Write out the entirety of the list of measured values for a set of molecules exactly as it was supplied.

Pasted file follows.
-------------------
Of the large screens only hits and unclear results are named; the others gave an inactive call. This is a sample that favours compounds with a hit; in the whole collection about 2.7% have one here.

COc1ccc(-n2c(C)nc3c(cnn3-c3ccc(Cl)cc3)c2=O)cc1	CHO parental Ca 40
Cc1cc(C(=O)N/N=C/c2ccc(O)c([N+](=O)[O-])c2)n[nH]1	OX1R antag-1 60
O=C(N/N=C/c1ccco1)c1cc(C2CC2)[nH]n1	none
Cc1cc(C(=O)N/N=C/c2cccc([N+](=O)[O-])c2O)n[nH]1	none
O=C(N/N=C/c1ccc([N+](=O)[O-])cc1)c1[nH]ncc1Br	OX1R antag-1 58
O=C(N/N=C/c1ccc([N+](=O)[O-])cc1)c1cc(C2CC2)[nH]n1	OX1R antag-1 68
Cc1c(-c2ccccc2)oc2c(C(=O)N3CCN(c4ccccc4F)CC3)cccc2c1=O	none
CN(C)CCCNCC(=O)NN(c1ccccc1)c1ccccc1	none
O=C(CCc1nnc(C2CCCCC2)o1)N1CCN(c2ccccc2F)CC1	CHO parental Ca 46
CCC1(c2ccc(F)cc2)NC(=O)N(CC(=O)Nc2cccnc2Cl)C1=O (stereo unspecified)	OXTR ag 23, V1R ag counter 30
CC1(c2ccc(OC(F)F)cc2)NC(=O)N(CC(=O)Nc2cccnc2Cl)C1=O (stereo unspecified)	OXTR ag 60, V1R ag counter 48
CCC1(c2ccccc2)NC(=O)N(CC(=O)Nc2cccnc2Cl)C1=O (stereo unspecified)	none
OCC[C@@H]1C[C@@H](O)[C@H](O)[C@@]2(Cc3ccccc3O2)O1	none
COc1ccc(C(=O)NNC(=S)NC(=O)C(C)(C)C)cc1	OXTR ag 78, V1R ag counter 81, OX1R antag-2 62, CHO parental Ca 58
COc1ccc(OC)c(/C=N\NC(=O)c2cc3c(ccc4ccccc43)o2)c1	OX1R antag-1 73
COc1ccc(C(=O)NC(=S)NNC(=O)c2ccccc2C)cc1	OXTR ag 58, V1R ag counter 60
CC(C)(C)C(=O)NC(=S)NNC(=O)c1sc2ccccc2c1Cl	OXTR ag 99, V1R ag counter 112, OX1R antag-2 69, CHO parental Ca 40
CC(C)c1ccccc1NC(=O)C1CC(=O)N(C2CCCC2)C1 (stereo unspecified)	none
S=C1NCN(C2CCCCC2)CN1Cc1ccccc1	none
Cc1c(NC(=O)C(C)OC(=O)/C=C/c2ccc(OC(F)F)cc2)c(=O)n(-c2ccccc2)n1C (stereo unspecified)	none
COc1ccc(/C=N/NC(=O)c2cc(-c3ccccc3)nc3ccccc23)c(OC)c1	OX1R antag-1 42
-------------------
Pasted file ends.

Of the large screens only hits and unclear results are named; the others gave an inactive call. This is a sample that favours compounds with a hit; in the whole collection about 2.7% have one here.

COc1ccc(-n2c(C)nc3c(cnn3-c3ccc(Cl)cc3)c2=O)cc1	CHO parental Ca 40
Cc1cc(C(=O)N/N=C/c2ccc(O)c([N+](=O)[O-])c2)n[nH]1	OX1R antag-1 60
O=C(N/N=C/c1ccco1)c1cc(C2CC2)[nH]n1	none
Cc1cc(C(=O)N/N=C/c2cccc([N+](=O)[O-])c2O)n[nH]1	none
O=C(N/N=C/c1ccc([N+](=O)[O-])cc1)c1[nH]ncc1Br	OX1R antag-1 58
O=C(N/N=C/c1ccc([N+](=O)[O-])cc1)c1cc(C2CC2)[nH]n1	OX1R antag-1 68
Cc1c(-c2ccccc2)oc2c(C(=O)N3CCN(c4ccccc4F)CC3)cccc2c1=O	none
CN(C)CCCNCC(=O)NN(c1ccccc1)c1ccccc1	none
O=C(CCc1nnc(C2CCCCC2)o1)N1CCN(c2ccccc2F)CC1	CHO parental Ca 46
CCC1(c2ccc(F)cc2)NC(=O)N(CC(=O)Nc2cccnc2Cl)C1=O (stereo unspecified)	OXTR ag 23, V1R ag counter 30
CC1(c2ccc(OC(F)F)cc2)NC(=O)N(CC(=O)Nc2cccnc2Cl)C1=O (stereo unspecified)	OXTR ag 60, V1R ag counter 48
CCC1(c2ccccc2)NC(=O)N(CC(=O)Nc2cccnc2Cl)C1=O (stereo unspecified)	none
OCC[C@@H]1C[C@@H](O)[C@H](O)[C@@]2(Cc3ccccc3O2)O1	none
COc1ccc(C(=O)NNC(=S)NC(=O)C(C)(C)C)cc1	OXTR ag 78, V1R ag counter 81, OX1R antag-2 62, CHO parental Ca 58
COc1ccc(OC)c(/C=N\NC(=O)c2cc3c(ccc4ccccc43)o2)c1	OX1R antag-1 73
COc1ccc(C(=O)NC(=S)NNC(=O)c2ccccc2C)cc1	OXTR ag 58, V1R ag counter 60
CC(C)(C)C(=O)NC(=S)NNC(=O)c1sc2ccccc2c1Cl	OXTR ag 99, V1R ag counter 112, OX1R antag-2 69, CHO parental Ca 40
CC(C)c1ccccc1NC(=O)C1CC(=O)N(C2CCCC2)C1 (stereo unspecified)	none
S=C1NCN(C2CCCCC2)CN1Cc1ccccc1	none
Cc1c(NC(=O)C(C)OC(=O)/C=C/c2ccc(OC(F)F)cc2)c(=O)n(-c2ccccc2)n1C (stereo unspecified)	none
COc1ccc(/C=N/NC(=O)c2cc(-c3ccccc3)nc3ccccc23)c(OC)c1	OX1R antag-1 42